Making Kefir In The Winter

Kefir Grains

I love winter kefir! It’s often creamier and thicker than summer kefir. Kefir acts differently in the winter than in the warmer months of the year due to cooler temperatures that make it ferment more slowly.

Here are my best and most helpful tips for making kefir in the winter when temperatures drop not only outside, but inside your home as well. If your house gets below 75°F, these tips can be a lifesaver!

9 Tips For Winter Kefir

1. Move the kefir to a warmer room. You don't have to keep kefir in your kitchen if you have a warmer area.
2. You can test the temperature on top of your fridge to see if it's warmer but not above 75°F. Remember that heat rises! Place the kefir on a towel so it won't get too much heat on the bottom of the jar which can hurt the grains.
3. Double or even triple the kefir grains or decrease the amount of milk. This gives the kefir more probiotic power which helps it to finish faster.
4. Let it ferment longer. Kefir ferments in 24 hours at 69-73°F; but if the temps are lower, it can take an extra half day to a whole day (total 48 hours of fermentation) to really turn tart and kefir-like, and perhaps longer if the temps are lower than 64°F.
5. If you happen to have a spare bedroom or office, use a space heater to heat the room to around 70-73°F. You can keep your kombucha jar (and second ferments) in that room too!
6. Use a wider jar. We used to live in a house that had a lot of temperature fluctuations, and at night the temperature would drop down to 64°F while daytime temperatures were about 70°F.  My kefir grains still fermented, it just took longer. I started using a jar that was wider and fatter and the grains seemed to like this better. It gave them more surface area and they spread out in the jar. This resulted in a creamy, thick kefir.
7.   I just got a New Fermentation Belt so you can control the temperature and keep your kefir at the perfect temperature. You can set it at 68°F. Perfect for 1/2 gallon glass jars. Kefir does not like to be artificially heated at higher temps and it can damage or kill your grains.
8. DON'T use Prebio Plus. This gives it extra food and it will take even longer to ferment. If you want to add Prebio Plus, add it after it has fermented. You only need a pinch for a quart.
9. Kefir doesn’t like to be too warm. At 78°F it will start to separate into whey and curds and this isn’t bad, it's just less appetizing. Check out my article the Thick and Thin of Kefir for more info and help.

Kefir For Cold and Flu Season

Kefir Grains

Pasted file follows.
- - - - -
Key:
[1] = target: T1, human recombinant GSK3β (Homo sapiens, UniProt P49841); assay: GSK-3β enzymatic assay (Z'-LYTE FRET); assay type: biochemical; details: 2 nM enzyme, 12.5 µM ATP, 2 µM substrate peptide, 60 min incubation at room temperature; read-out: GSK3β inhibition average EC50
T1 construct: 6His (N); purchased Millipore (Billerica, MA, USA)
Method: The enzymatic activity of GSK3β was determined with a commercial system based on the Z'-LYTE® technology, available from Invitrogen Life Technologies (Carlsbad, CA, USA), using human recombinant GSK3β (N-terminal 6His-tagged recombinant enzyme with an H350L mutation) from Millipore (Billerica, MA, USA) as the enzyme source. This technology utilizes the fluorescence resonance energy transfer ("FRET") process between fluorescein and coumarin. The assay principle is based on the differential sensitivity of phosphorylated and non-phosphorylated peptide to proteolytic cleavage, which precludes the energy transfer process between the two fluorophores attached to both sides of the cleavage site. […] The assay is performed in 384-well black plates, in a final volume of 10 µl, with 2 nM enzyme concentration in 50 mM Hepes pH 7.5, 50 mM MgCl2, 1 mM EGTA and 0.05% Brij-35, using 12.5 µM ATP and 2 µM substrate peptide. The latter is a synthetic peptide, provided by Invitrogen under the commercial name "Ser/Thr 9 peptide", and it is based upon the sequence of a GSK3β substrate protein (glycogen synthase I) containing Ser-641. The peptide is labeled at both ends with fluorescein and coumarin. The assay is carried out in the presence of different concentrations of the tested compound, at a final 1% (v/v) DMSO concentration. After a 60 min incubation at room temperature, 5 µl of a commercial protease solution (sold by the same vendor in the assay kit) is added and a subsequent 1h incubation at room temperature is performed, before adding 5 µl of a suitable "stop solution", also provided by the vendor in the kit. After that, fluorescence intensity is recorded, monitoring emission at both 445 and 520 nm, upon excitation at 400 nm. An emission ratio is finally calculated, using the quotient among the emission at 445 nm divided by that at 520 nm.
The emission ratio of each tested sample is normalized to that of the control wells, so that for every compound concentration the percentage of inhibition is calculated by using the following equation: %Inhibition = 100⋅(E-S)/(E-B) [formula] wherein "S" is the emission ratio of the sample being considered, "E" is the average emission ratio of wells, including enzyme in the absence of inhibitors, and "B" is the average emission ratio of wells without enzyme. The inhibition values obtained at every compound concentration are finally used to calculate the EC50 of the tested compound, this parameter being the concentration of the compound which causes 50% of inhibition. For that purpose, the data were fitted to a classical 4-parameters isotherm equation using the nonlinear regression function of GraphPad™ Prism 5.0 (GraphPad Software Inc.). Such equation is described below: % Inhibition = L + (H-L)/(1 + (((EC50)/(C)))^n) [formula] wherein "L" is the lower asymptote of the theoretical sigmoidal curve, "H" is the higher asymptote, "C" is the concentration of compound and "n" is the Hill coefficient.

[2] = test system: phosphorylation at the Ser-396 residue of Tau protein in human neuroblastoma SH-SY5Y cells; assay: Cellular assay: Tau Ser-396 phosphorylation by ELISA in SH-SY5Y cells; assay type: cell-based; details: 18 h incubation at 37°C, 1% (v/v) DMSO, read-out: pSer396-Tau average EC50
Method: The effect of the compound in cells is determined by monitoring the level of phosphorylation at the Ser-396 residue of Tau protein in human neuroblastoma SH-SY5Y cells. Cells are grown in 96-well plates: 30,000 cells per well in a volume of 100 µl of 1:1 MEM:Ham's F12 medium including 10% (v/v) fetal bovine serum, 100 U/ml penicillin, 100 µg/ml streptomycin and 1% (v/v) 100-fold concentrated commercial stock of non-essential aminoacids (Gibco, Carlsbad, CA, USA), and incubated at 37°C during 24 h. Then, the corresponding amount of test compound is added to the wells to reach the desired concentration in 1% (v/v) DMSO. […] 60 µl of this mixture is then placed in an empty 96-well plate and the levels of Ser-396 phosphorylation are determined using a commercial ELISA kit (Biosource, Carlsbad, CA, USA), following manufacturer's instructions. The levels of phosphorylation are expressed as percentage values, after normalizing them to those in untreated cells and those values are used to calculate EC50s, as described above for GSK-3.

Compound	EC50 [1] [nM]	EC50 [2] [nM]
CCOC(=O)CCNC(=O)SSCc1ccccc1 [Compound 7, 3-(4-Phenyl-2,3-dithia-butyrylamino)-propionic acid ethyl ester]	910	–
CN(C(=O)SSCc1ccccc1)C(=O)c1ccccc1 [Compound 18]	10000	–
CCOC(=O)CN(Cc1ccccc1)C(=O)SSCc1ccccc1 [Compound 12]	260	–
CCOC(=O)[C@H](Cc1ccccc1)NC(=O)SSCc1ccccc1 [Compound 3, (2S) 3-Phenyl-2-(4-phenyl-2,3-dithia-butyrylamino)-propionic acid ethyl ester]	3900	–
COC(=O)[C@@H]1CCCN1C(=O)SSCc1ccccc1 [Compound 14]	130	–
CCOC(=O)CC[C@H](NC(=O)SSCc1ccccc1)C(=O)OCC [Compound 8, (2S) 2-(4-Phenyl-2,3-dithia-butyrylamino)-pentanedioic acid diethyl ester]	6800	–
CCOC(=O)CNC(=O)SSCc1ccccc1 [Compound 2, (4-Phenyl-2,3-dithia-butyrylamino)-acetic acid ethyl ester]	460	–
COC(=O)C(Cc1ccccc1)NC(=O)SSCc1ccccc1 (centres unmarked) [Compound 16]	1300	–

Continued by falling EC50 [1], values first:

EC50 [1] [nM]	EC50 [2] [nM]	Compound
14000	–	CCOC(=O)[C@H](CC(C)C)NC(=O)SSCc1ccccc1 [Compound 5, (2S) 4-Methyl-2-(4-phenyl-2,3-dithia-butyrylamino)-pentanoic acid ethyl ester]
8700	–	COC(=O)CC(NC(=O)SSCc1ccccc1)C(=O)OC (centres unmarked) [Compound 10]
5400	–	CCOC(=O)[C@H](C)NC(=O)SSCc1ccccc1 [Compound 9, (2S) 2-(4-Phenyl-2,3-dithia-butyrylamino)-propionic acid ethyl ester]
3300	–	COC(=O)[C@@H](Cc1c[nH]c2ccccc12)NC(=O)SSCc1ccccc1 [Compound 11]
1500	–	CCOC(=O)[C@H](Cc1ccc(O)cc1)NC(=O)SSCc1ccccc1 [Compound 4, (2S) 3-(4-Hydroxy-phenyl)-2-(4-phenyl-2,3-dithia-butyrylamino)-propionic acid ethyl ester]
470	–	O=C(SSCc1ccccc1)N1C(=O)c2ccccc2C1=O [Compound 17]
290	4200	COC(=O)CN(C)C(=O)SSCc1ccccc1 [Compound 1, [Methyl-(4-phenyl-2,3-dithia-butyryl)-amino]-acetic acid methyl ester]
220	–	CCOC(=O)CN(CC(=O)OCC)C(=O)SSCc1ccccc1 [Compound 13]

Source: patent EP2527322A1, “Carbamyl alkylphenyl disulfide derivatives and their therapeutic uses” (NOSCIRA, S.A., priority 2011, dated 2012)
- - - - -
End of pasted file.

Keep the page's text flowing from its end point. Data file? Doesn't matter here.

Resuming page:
Your Immune System Needs Kefir

In the winter, you need your immune system strong since this is cold and flu season. Kefir works wonderfully with your immune system to strengthen and protect it. About eighty percent of your body’s immune cells live in your gut or intestine. This is roughly 100 trillion immune cells that make up your gut microbiome and play a big role in the strength of your immune system. The local immune system of the gut has two main functions: to protect against infections and to protect against the uptake of and/or harmful immune response to food antigens.

Having a healthy, diverse gut microbiome makes it difficult for illness-causing bacteria and viruses to take hold. If you have a weak, sparsely populated microbiome with a shortage of “good” bacteria, it can leave you open to illnesses — like colds and the flu.

The intestinal immune system contains more antibody-producing cells than the rest of the body put together. The fluids that come from the digestive system (such as mucus and saliva) are as rich as breast milk in both health-supporting and disease-preventing factors. Our immune systems make antibodies that fight bacteria, viruses, and toxins. One of the most common antibodies, called secretory immunoglobulin A (IgA) is found in mucus membranes lining the nose, windpipe, and lungs. IgA acts as the body’s warning and security system. When IgA levels are adequate, these antibodies can prevent cold and flu viruses from entering the body through the nasal mucus and respiratory tract. Having enough IgA is extremely important because these special antibodies go after both viral and bacterial invaders in your upper respiratory tract, deactivating them and allowing the immune system to destroy them. Having enough IgA can prevent a cold or flu from getting a foothold in your respiratory tract because once a virus infects cells it can replicate and wreak havoc. Kefir is loaded with 50+ good bacteria and good yeasts. It's one of the best ways to help your immune system stay strong.

Easy Kefir Step 5-3

Check Out Our FAQs About Kefir

We get lots of questions every day about kefir. As the seasons change and your kefir grains grow from making kefir, your kefir will change too. It might grow faster or slower or over-ferment. The taste can change to be more tart or less tart and we can help you with all of it. Kefir is a living organism and needs a little attention just like a pet and it has a mind of its own!  Check out our FAQs

Milk Kefir FAQs 

Recipes for Kefir

Milk Kefir Recipe

Goat Milk Kefir

No-Dairy Kefir

Listen To My Podcast

Winter kefir is different than summer kefir due to the temperatures cooling. It is my favorite kefir since it's extra creamy. Check out the podcast to learn more tips and tricks!

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